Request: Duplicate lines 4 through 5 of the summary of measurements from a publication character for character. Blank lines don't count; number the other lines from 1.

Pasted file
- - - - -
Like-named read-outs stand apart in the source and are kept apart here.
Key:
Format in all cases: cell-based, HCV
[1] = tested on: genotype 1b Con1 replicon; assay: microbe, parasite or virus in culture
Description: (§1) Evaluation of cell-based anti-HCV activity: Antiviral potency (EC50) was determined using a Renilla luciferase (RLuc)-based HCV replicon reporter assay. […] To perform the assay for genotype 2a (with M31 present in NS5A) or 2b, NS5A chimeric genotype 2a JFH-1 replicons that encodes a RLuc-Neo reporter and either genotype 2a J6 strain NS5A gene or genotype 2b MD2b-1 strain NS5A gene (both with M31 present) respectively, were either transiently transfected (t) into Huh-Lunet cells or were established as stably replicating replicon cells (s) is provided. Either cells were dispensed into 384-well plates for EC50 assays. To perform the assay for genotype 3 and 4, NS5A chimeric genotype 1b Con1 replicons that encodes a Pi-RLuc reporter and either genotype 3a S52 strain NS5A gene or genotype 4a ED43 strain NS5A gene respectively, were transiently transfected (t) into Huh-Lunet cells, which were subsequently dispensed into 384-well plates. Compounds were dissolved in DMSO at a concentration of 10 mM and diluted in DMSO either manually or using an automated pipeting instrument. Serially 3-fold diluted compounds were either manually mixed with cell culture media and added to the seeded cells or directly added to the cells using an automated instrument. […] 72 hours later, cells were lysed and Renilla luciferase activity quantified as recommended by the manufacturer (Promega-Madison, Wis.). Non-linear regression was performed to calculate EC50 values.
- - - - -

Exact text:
[1] = tested on: genotype 1b Con1 replicon; assay: microbe, parasite or virus in culture
Description: (§1) Evaluation of cell-based anti-HCV activity: Antiviral potency (EC50) was determined using a Renilla luciferase (RLuc)-based HCV replicon reporter assay. […] To perform the assay for genotype 2a (with M31 present in NS5A) or 2b, NS5A chimeric genotype 2a JFH-1 replicons that encodes a RLuc-Neo reporter and either genotype 2a J6 strain NS5A gene or genotype 2b MD2b-1 strain NS5A gene (both with M31 present) respectively, were either transiently transfected (t) into Huh-Lunet cells or were established as stably replicating replicon cells (s) is provided. Either cells were dispensed into 384-well plates for EC50 assays. To perform the assay for genotype 3 and 4, NS5A chimeric genotype 1b Con1 replicons that encodes a Pi-RLuc reporter and either genotype 3a S52 strain NS5A gene or genotype 4a ED43 strain NS5A gene respectively, were transiently transfected (t) into Huh-Lunet cells, which were subsequently dispensed into 384-well plates. Compounds were dissolved in DMSO at a concentration of 10 mM and diluted in DMSO either manually or using an automated pipeting instrument. Serially 3-fold diluted compounds were either manually mixed with cell culture media and added to the seeded cells or directly added to the cells using an automated instrument. […] 72 hours later, cells were lysed and Renilla luciferase activity quantified as recommended by the manufacturer (Promega-Madison, Wis.). Non-linear regression was performed to calculate EC50 values.